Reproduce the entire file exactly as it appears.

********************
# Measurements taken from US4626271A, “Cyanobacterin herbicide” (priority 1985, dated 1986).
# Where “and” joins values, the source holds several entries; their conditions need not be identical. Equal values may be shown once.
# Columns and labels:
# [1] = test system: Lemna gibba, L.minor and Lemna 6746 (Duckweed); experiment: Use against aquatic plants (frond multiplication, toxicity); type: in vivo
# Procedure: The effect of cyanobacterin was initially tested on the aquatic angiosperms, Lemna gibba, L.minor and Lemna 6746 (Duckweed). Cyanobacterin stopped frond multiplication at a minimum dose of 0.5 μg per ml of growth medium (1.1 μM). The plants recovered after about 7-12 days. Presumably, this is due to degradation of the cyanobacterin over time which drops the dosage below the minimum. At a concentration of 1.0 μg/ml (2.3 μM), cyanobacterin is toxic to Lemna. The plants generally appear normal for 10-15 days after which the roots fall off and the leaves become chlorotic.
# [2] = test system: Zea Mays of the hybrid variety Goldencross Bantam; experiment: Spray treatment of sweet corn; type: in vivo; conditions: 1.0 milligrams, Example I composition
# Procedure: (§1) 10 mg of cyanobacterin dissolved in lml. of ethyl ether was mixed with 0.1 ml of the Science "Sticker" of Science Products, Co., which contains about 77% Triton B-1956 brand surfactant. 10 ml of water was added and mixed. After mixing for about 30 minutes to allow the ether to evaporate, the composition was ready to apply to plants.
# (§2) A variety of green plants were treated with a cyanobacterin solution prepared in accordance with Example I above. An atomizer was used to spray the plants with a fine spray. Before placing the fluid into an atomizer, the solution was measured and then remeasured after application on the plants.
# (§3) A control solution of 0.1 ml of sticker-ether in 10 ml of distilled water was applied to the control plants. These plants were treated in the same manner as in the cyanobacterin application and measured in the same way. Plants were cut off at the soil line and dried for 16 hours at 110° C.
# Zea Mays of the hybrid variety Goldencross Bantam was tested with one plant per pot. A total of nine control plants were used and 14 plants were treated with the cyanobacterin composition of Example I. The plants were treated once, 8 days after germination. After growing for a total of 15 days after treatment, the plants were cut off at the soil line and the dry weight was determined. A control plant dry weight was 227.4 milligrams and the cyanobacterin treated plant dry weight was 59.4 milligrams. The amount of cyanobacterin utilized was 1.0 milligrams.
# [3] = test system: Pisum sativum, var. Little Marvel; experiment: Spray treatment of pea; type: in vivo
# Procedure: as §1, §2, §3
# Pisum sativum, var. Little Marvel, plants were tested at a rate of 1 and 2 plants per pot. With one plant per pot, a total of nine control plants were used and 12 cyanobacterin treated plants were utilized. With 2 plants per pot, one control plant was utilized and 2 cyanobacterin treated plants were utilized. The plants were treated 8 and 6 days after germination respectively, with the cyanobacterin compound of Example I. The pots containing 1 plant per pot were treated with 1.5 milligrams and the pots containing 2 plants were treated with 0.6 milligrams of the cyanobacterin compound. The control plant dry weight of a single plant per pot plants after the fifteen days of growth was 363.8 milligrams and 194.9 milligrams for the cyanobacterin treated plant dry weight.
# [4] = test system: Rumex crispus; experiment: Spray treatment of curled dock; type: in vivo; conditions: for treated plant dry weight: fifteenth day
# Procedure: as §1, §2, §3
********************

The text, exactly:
# Measurements taken from US4626271A, “Cyanobacterin herbicide” (priority 1985, dated 1986).
# Where “and” joins values, the source holds several entries; their conditions need not be identical. Equal values may be shown once.
# Columns and labels:
# [1] = test system: Lemna gibba, L.minor and Lemna 6746 (Duckweed); experiment: Use against aquatic plants (frond multiplication, toxicity); type: in vivo
# Procedure: The effect of cyanobacterin was initially tested on the aquatic angiosperms, Lemna gibba, L.minor and Lemna 6746 (Duckweed). Cyanobacterin stopped frond multiplication at a minimum dose of 0.5 μg per ml of growth medium (1.1 μM). The plants recovered after about 7-12 days. Presumably, this is due to degradation of the cyanobacterin over time which drops the dosage below the minimum. At a concentration of 1.0 μg/ml (2.3 μM), cyanobacterin is toxic to Lemna. The plants generally appear normal for 10-15 days after which the roots fall off and the leaves become chlorotic.
# [2] = test system: Zea Mays of the hybrid variety Goldencross Bantam; experiment: Spray treatment of sweet corn; type: in vivo; conditions: 1.0 milligrams, Example I composition
# Procedure: (§1) 10 mg of cyanobacterin dissolved in lml. of ethyl ether was mixed with 0.1 ml of the Science "Sticker" of Science Products, Co., which contains about 77% Triton B-1956 brand surfactant. 10 ml of water was added and mixed. After mixing for about 30 minutes to allow the ether to evaporate, the composition was ready to apply to plants.
# (§2) A variety of green plants were treated with a cyanobacterin solution prepared in accordance with Example I above. An atomizer was used to spray the plants with a fine spray. Before placing the fluid into an atomizer, the solution was measured and then remeasured after application on the plants.
# (§3) A control solution of 0.1 ml of sticker-ether in 10 ml of distilled water was applied to the control plants. These plants were treated in the same manner as in the cyanobacterin application and measured in the same way. Plants were cut off at the soil line and dried for 16 hours at 110° C.
# Zea Mays of the hybrid variety Goldencross Bantam was tested with one plant per pot. A total of nine control plants were used and 14 plants were treated with the cyanobacterin composition of Example I. The plants were treated once, 8 days after germination. After growing for a total of 15 days after treatment, the plants were cut off at the soil line and the dry weight was determined. A control plant dry weight was 227.4 milligrams and the cyanobacterin treated plant dry weight was 59.4 milligrams. The amount of cyanobacterin utilized was 1.0 milligrams.
# [3] = test system: Pisum sativum, var. Little Marvel; experiment: Spray treatment of pea; type: in vivo
# Procedure: as §1, §2, §3
# Pisum sativum, var. Little Marvel, plants were tested at a rate of 1 and 2 plants per pot. With one plant per pot, a total of nine control plants were used and 12 cyanobacterin treated plants were utilized. With 2 plants per pot, one control plant was utilized and 2 cyanobacterin treated plants were utilized. The plants were treated 8 and 6 days after germination respectively, with the cyanobacterin compound of Example I. The pots containing 1 plant per pot were treated with 1.5 milligrams and the pots containing 2 plants were treated with 0.6 milligrams of the cyanobacterin compound. The control plant dry weight of a single plant per pot plants after the fifteen days of growth was 363.8 milligrams and 194.9 milligrams for the cyanobacterin treated plant dry weight.
# [4] = test system: Rumex crispus; experiment: Spray treatment of curled dock; type: in vivo; conditions: for treated plant dry weight: fifteenth day
# Procedure: as §1, §2, §3